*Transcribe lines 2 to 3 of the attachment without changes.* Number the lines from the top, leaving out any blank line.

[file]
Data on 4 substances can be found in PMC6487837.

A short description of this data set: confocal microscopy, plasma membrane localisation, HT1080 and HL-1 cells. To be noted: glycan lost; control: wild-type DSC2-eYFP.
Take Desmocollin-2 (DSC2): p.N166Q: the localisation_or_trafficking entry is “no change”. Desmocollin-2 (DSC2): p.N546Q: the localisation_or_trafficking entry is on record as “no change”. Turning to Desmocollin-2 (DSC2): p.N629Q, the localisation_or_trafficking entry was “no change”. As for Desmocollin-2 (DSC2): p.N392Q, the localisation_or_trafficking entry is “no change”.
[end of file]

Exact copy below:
A short description of this data set: confocal microscopy, plasma membrane localisation, HT1080 and HL-1 cells. To be noted: glycan lost; control: wild-type DSC2-eYFP.
Take Desmocollin-2 (DSC2): p.N166Q: the localisation_or_trafficking entry is “no change”. Desmocollin-2 (DSC2): p.N546Q: the localisation_or_trafficking entry is on record as “no change”. Turning to Desmocollin-2 (DSC2): p.N629Q, the localisation_or_trafficking entry was “no change”. As for Desmocollin-2 (DSC2): p.N392Q, the localisation_or_trafficking entry is “no change”.